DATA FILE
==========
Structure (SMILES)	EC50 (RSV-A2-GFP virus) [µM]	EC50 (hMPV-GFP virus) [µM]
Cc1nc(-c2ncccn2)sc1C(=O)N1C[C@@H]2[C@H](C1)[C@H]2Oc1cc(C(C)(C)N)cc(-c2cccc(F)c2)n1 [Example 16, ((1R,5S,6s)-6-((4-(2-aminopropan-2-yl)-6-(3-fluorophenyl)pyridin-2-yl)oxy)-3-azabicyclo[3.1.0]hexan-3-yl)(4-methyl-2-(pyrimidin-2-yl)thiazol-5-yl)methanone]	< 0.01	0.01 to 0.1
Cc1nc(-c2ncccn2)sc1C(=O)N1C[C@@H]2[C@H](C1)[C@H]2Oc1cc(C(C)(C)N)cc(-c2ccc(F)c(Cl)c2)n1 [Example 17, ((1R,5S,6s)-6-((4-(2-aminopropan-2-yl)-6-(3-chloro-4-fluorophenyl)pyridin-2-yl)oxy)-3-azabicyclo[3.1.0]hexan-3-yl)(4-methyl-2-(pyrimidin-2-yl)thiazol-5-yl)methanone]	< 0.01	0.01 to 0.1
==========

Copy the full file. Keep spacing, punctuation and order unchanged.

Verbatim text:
Structure (SMILES)	EC50 (RSV-A2-GFP virus) [µM]	EC50 (hMPV-GFP virus) [µM]
Cc1nc(-c2ncccn2)sc1C(=O)N1C[C@@H]2[C@H](C1)[C@H]2Oc1cc(C(C)(C)N)cc(-c2cccc(F)c2)n1 [Example 16, ((1R,5S,6s)-6-((4-(2-aminopropan-2-yl)-6-(3-fluorophenyl)pyridin-2-yl)oxy)-3-azabicyclo[3.1.0]hexan-3-yl)(4-methyl-2-(pyrimidin-2-yl)thiazol-5-yl)methanone]	< 0.01	0.01 to 0.1
Cc1nc(-c2ncccn2)sc1C(=O)N1C[C@@H]2[C@H](C1)[C@H]2Oc1cc(C(C)(C)N)cc(-c2ccc(F)c(Cl)c2)n1 [Example 17, ((1R,5S,6s)-6-((4-(2-aminopropan-2-yl)-6-(3-chloro-4-fluorophenyl)pyridin-2-yl)oxy)-3-azabicyclo[3.1.0]hexan-3-yl)(4-methyl-2-(pyrimidin-2-yl)thiazol-5-yl)methanone]	< 0.01	0.01 to 0.1